County Council members say they are unwilling to bail out Anne Arundel's debt-ridden sheriff, whose agency could shut down unless he gets$200,000 to see him through the rest of the fiscal year.
County Executive Robert R. Neall submitted a bill to the council Monday that would grant a last-minute transfer of $204,700 to Sheriff Robert Pepersack's office from a contingency fund. This is the second straight year Pepersack has overspent.
Last year, after considerable argument, the council transferred $90,000 to cover the overspending.
"We anticipate there will be no support" this year, said Louise Hayman, Neall's press secretary. "I don't know the date on the calendar, but he will run out of money and have to shut down."
Undersheriff Patrick Ogle said the county has no choice but to cover the department's expenses through the fiscal year that ends June 30.
"Our attorney advises us the county must fund the sheriff's office and reimburse us for our expenses," he said. "That's the law. How the county makes up for the shortfall is up to the county."
If the council refuses to make up the shortfall, the sheriff -- an elected leader whose office is mandated in the state constitution -- can sue the county, and the courts would decide the outcome, Hayman said.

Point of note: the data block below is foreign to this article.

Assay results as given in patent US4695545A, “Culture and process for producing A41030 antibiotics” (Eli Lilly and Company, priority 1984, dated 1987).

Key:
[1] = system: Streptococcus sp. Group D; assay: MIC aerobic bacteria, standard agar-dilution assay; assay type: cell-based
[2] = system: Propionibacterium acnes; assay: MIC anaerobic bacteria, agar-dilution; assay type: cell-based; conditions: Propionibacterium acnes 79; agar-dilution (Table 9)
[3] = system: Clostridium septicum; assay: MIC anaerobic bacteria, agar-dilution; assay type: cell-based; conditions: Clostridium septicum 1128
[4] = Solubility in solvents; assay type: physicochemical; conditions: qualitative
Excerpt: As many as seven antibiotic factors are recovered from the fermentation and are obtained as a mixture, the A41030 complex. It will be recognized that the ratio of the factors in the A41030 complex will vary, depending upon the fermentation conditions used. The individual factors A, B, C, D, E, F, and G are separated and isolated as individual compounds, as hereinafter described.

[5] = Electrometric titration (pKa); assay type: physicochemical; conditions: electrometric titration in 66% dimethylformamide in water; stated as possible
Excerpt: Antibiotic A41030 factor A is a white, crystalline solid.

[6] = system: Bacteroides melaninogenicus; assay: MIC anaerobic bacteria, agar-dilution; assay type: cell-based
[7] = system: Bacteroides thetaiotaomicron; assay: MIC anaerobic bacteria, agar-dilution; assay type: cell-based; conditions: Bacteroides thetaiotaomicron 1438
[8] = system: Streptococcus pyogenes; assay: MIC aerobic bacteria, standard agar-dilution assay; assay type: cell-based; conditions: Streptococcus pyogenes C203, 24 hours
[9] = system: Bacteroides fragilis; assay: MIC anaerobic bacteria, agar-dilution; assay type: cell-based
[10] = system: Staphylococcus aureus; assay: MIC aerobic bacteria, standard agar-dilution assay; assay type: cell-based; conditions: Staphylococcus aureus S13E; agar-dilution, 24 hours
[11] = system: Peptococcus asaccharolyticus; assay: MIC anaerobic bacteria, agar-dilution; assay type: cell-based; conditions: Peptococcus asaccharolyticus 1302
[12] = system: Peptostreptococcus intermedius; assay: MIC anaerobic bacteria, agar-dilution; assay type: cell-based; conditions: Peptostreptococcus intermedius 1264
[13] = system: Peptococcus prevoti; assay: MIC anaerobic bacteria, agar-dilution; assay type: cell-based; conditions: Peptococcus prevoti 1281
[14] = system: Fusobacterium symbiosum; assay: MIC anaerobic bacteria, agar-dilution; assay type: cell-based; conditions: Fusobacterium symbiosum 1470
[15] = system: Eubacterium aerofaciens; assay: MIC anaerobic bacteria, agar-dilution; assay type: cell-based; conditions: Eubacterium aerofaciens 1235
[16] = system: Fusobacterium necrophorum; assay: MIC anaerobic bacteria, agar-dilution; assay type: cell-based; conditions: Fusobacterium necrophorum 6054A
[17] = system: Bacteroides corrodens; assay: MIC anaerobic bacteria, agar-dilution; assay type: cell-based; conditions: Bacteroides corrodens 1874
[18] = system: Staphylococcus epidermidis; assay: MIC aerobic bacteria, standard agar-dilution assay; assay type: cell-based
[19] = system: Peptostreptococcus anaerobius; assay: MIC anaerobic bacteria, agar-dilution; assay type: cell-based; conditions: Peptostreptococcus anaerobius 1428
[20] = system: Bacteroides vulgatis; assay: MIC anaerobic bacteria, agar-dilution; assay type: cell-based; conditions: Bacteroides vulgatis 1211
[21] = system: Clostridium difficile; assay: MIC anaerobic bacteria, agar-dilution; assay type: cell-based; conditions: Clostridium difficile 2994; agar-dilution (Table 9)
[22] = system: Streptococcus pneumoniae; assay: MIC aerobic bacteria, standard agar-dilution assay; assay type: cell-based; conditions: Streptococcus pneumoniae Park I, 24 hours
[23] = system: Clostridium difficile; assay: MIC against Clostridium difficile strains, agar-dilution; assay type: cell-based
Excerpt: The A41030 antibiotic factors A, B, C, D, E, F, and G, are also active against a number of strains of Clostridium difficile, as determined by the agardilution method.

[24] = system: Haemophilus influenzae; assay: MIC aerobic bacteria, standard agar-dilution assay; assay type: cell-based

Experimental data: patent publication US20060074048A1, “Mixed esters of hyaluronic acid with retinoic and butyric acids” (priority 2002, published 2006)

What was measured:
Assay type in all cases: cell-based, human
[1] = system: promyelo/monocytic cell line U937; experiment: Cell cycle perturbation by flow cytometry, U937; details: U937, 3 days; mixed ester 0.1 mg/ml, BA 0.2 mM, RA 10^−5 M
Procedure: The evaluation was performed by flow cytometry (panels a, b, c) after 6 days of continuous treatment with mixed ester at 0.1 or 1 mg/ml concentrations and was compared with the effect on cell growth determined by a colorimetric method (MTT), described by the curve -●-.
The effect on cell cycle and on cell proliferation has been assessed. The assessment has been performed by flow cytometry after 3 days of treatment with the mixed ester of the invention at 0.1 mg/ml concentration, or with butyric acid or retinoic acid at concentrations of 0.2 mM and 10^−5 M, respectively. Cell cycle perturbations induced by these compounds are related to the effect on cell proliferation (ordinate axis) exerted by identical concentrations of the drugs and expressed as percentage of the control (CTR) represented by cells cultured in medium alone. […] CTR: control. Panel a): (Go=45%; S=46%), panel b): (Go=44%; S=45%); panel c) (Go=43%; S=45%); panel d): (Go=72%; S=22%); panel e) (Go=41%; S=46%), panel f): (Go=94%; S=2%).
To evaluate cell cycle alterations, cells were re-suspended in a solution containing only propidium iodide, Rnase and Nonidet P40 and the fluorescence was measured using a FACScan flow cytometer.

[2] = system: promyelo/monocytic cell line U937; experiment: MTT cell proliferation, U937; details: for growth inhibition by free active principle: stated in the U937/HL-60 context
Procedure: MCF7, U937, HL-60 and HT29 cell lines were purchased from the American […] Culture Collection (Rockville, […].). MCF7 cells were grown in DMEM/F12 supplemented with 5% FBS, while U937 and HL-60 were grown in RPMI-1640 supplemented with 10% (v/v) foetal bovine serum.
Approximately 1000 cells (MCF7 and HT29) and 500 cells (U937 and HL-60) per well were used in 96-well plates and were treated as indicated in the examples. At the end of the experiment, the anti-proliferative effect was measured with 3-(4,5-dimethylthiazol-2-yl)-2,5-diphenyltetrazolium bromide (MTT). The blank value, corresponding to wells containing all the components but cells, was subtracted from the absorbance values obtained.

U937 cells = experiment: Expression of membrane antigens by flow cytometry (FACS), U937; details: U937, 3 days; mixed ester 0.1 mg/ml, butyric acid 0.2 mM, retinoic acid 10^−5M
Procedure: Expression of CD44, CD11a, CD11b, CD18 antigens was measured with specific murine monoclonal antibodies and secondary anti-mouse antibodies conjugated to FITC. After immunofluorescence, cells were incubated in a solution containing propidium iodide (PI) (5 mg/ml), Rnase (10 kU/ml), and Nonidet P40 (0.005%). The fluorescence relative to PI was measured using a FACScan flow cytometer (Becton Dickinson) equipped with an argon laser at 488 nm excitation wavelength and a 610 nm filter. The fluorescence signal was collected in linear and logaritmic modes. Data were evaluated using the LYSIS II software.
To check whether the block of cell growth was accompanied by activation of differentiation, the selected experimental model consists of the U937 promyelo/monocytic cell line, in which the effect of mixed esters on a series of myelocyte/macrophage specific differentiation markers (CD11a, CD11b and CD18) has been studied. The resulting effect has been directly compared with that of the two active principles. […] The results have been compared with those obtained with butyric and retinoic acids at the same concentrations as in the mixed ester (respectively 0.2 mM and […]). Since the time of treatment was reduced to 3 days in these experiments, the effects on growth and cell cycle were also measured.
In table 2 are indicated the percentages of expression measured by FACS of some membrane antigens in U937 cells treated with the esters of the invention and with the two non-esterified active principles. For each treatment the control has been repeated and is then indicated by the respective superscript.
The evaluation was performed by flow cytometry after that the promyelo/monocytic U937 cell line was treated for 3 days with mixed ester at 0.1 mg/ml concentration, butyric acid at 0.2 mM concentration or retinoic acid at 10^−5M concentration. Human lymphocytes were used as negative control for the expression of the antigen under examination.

An exasperated Neall asked for state legislationlast week limiting the sheriff's duties and requiring him to performthose duties without exceeding his budget. State lawmakers withdrew the bill today after meeting with Pepersack and Neall's aides.
Overtime accounts for most of the sheriff's deficit -- $105,660.
He'salso asking for an additional $41,950 for contractual services; $27,760 for supplies and materials; $8,330 for business and travel; and $21,000 for new computer equipment.
Ogle said the county did not fund the department adequately.
"This isn't a problem we created, it's a problem the county created. We're being made the scapegoats," hesaid.
All three council members who supported Pepersack when he asked for more money last year -- Republicans Diane Evans of Arnold and Carl G. "Dutch" Holland of Pasadena, and Linthicum Democrat George Bachman -- said they will not help him this year.
The three led the council in putting an end to last-minute transfers for other agencies and said they cannot back down by making an exception for the sheriff.
"We all warned him," Evans said.
Staff writer John A. Morris contributed to this article.